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Dog Vaccinations

Vaccination has revolutionised control of infectious diseases in our pets. It is essential that all pets are adequately vaccinated to help protect the pet population as a whole. Responsible pet care requires puppies to be given their initial course of vaccinations, but this cannot protect them for the rest of their lives. Due to the prevalence of Parvoviral Enteritis (Parvo) in North West Queensland, We recommend annual vaccination of adult dogs to maintain immunity against diseases.

Puppy Vaccination
Puppies are ‘temporarily’ protected against many diseases by antibodies received through their mother’s milk (colostrum). These maternal antibodies decline in the first few months of their lives, however until they drop sufficiently they can also neutralise vaccines.  This is why a series of vaccinations are necessary for a puppy.

A puppies vaccination regime should start at 6 weeks of age. This vaccination delivers protection against four main infectious diseases in canines, Parvovirus, Distemper, Hepatitis and Kennel cough (Para influenza virus).  To ensure adequate protection is received, booster vaccinations are required at 10 weeks, 12 weeks and 16 weeks of age.  The vaccinations administered at 12 weeks and 16 weeks will generally include an oral vaccination against the bacteria Bordatella bronchiseptica (Kennel Cough).


Puppies that have not been vaccinated at 6 weeks of age will receive an adjusted vaccination programmed to ensure these puppies develop adequate protection against the above diseases.

  Adult Dog Vaccination
   The immunity from puppy vaccination weakens over time and your pet can again become susceptible to disease. Annual health checks and booster vaccinations are required to provide the best protection for the life of your pet.

  After Vaccination Care
Following vaccination your dog may be a little off-colour for a day or two, or have some slight swelling or tenderness at the injection site. Access to food and water and a comfortable area to rest are usually all that is required for a quick recovery. However, if the response seems more severe, you should contact us for advice.

Please give us a call to discuss a suitable vaccination regime for your new puppy or older dog.


Canine Parvovirus

Canine parvovirus is a disease that affects dogs of all ages but is most serious in young puppies. The virus attacks rapidly dividing cells like those in the intestinal lining causing bloody diarrhoea, uncontrollable vomiting and severe abdominal pain. Dogs will often die from severe dehydration and septicaemia and despite intensive veterinary care the survival rate is very low.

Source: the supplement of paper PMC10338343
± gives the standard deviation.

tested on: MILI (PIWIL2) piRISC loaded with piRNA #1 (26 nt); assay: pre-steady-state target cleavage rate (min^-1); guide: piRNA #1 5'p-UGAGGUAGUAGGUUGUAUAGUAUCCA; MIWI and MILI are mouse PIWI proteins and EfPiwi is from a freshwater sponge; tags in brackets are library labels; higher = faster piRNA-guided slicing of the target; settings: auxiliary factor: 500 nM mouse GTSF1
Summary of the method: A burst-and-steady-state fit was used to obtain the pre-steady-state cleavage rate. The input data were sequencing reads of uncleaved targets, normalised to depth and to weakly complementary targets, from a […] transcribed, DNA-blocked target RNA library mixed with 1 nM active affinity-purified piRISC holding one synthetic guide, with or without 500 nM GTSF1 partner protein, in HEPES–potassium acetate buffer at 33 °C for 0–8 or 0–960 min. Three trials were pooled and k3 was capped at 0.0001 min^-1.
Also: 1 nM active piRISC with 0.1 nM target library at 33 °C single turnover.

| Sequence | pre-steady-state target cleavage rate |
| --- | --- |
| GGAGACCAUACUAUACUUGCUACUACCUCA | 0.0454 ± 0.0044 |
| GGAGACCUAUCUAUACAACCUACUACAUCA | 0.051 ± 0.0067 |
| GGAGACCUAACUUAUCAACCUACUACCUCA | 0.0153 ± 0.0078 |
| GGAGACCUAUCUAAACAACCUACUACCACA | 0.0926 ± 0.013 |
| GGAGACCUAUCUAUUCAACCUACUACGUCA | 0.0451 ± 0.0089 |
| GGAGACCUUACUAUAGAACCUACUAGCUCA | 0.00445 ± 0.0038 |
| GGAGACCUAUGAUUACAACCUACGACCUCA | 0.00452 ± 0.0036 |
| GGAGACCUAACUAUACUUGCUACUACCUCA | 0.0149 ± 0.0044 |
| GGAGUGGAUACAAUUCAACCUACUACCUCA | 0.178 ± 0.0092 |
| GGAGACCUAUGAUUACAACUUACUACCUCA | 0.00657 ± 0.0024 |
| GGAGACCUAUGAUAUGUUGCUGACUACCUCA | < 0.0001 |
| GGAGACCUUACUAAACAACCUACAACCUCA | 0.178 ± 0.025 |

It is not necessary for your pup to have direct contact with other dogs for the disease to be spread. This virus is extremely resilient. It can live in the environment for up to 10 years! The virus can be transmitted in a variety of ways including contact with other dogs but it can come home with you on your shoes or car tyres. Outbreaks occur regularly in Mount Isa and we particularly see this disease in spring and autumn, however we do experience cases throughout the year.

We strongly recommend puppies avoid leaving the safety of your home until two weeks after their final puppy vaccination at 16 weeks of age.

Canine Distemper
Canine distemper is a highly contagious viral disease that can affect dogs of any age with young puppies being at the highest risk.

Symptoms vary but can include fever, coughing, sneezing, nasal discharge, vomiting, diarrhoea, loss of appetite and depression. Muscle tremors, fits and paralysis usually occur later in the disease. Treatment is usually ineffective and the recovery rate very low. Dogs that do recover may have permanent brain damage.

Canine Hepatitis
Canine hepatitis is a viral disease which, like distemper is extremely contagious and often fatal. Dogs of any age can become infected, however severe cases are rare in dogs over two years of age.

Symptoms include high fever, depression, loss of appetite, vomiting, diarrhoea and acute abdominal pain. In severe cases death can occur within 24 to 36 hours. Dogs that recover may develop long term liver and kidney problems and can act as carriers spreading the disease to other dogs for many months.

Canine Cough
Canine cough is a condition produced by several highly infectious diseases, which can be easily spread wherever dogs congregate, such as dog parks, shows, obedience schools and boarding kennels. The infectious agents associated with canine cough are the bacterium known as Bordetella bronchiseptica and the canine viruses Para influenza and Adenovirus type 2.
Affected dogs have a dry hacking cough which can persist for several weeks. It is distressing for dogs and their owners. 

Remember that up to date vaccinations are required for your pets visit to boarding kennels and catteries, animals in close contact are much more susceptible to passing disease. If this information is not requested it is advised to avoid using this facility. All vaccinations should be adminsitered at least 2 weeks before your pets visit to the kennels.